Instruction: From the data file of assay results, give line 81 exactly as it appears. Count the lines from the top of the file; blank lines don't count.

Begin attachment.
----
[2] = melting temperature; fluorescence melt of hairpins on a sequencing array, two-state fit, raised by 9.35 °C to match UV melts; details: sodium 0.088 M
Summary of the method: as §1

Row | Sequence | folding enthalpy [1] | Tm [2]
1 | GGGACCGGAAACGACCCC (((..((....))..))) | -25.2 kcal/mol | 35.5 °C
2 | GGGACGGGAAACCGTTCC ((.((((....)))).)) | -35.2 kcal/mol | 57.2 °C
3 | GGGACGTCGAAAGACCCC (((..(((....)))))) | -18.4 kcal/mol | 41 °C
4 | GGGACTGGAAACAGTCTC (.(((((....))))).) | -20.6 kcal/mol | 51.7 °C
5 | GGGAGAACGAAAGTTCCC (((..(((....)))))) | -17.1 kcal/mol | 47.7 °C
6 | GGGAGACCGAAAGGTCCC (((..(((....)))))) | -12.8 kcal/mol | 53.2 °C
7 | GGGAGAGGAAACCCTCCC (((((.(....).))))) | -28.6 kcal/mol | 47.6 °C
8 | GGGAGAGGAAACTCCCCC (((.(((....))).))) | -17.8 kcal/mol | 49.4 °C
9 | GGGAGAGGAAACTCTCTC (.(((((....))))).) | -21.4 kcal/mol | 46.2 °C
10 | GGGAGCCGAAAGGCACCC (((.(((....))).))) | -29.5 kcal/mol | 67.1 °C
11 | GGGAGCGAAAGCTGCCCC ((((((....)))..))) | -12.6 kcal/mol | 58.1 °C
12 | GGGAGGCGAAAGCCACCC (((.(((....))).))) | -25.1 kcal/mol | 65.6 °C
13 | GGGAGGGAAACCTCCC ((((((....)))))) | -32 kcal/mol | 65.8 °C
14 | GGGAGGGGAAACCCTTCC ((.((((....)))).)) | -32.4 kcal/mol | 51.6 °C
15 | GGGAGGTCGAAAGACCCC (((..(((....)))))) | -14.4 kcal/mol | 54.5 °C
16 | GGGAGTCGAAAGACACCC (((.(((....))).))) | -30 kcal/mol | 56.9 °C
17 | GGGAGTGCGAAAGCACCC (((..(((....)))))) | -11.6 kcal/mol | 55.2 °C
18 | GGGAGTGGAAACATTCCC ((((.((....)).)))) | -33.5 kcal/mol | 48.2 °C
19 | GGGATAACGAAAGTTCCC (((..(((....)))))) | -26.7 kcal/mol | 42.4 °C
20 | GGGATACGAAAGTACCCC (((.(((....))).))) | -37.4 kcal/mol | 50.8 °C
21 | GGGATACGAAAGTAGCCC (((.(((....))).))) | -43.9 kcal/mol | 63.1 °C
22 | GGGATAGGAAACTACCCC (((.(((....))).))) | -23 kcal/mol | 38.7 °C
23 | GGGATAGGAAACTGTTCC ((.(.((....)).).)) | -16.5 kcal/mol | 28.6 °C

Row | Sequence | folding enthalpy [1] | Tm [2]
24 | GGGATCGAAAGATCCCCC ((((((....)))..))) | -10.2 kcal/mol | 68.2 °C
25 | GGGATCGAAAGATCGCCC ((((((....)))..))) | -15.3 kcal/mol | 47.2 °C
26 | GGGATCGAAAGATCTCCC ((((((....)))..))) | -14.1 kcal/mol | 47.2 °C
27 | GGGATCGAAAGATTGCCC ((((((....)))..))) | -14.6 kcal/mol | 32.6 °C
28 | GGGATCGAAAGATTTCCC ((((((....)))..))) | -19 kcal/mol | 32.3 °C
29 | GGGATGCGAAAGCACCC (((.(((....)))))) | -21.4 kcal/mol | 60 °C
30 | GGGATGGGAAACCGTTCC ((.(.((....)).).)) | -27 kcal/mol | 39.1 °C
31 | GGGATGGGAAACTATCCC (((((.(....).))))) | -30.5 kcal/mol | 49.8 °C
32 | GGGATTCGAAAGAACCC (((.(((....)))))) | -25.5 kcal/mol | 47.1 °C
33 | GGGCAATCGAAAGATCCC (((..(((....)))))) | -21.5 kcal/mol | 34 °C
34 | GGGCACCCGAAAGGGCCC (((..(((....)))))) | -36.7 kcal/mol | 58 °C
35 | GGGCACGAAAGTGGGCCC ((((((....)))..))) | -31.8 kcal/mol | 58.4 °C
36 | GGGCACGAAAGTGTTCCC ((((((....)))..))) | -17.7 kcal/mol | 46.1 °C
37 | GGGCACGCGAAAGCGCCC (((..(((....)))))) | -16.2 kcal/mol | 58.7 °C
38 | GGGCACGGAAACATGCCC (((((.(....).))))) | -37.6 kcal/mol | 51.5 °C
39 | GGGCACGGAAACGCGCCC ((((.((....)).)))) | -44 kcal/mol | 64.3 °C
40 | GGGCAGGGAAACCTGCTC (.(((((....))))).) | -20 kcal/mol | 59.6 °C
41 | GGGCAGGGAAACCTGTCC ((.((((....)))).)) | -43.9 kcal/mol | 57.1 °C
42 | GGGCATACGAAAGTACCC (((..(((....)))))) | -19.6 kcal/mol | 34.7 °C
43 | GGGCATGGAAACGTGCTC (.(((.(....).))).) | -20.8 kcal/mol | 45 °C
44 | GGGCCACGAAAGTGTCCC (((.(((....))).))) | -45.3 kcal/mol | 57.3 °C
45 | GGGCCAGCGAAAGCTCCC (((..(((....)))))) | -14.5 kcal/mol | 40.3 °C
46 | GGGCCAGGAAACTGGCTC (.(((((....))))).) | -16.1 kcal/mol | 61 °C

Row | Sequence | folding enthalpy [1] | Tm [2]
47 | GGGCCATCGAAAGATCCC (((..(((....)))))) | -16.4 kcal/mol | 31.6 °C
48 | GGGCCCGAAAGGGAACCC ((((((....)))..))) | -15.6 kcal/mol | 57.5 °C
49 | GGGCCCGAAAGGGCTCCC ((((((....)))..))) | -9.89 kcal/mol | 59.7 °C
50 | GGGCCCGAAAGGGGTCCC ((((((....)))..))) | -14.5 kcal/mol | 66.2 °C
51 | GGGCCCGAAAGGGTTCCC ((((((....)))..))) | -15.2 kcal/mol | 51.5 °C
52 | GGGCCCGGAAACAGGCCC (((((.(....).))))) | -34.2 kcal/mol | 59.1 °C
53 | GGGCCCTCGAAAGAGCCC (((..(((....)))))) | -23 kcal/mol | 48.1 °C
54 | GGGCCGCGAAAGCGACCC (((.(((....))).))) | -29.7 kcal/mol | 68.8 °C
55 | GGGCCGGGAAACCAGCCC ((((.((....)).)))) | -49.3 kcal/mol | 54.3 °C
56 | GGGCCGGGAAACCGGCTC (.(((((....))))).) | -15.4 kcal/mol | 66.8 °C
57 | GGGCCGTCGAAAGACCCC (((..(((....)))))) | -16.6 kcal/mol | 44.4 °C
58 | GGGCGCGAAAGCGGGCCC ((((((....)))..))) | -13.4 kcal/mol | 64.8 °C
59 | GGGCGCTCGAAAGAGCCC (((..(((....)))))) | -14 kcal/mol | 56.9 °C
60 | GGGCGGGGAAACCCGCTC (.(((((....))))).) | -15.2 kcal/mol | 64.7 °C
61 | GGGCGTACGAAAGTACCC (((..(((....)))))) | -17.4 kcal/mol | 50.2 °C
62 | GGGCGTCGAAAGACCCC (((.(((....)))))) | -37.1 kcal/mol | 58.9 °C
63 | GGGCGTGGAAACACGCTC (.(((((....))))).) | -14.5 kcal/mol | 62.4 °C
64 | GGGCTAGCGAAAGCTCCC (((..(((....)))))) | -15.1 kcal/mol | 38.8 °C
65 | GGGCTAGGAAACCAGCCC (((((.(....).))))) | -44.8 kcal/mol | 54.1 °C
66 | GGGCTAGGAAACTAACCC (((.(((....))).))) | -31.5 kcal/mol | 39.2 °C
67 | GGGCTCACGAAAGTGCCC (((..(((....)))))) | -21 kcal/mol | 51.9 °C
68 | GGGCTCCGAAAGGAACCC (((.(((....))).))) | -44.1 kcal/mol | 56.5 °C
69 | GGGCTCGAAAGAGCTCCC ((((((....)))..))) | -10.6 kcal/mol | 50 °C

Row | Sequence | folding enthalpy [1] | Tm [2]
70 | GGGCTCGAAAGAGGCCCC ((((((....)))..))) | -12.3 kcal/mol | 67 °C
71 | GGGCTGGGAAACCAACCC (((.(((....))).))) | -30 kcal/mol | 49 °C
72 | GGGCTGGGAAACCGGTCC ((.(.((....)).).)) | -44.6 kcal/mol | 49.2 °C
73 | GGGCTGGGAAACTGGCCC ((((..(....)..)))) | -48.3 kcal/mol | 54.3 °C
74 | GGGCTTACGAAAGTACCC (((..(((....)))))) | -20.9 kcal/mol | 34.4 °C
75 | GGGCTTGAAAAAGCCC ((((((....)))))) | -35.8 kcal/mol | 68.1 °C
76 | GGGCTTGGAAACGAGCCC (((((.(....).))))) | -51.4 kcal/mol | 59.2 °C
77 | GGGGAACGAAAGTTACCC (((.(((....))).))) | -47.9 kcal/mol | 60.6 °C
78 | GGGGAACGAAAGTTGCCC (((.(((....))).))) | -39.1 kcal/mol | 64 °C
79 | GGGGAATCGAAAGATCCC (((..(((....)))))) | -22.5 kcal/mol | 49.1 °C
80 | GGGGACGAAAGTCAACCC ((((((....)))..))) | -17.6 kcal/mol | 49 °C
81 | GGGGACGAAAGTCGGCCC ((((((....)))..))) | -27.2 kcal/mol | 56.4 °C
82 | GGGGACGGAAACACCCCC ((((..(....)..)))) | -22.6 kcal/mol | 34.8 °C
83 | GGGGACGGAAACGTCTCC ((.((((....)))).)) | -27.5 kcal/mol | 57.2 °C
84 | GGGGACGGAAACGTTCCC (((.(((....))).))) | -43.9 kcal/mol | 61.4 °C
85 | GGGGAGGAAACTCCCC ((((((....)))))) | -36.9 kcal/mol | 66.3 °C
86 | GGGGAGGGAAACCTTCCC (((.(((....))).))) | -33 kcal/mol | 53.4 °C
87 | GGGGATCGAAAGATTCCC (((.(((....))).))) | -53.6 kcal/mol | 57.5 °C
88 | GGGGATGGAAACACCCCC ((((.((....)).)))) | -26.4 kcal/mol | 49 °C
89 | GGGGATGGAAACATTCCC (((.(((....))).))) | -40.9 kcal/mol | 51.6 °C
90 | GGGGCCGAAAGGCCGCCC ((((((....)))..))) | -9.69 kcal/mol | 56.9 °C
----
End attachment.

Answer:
75 | GGGCTTGAAAAAGCCC ((((((....)))))) | -35.8 kcal/mol | 68.1 °C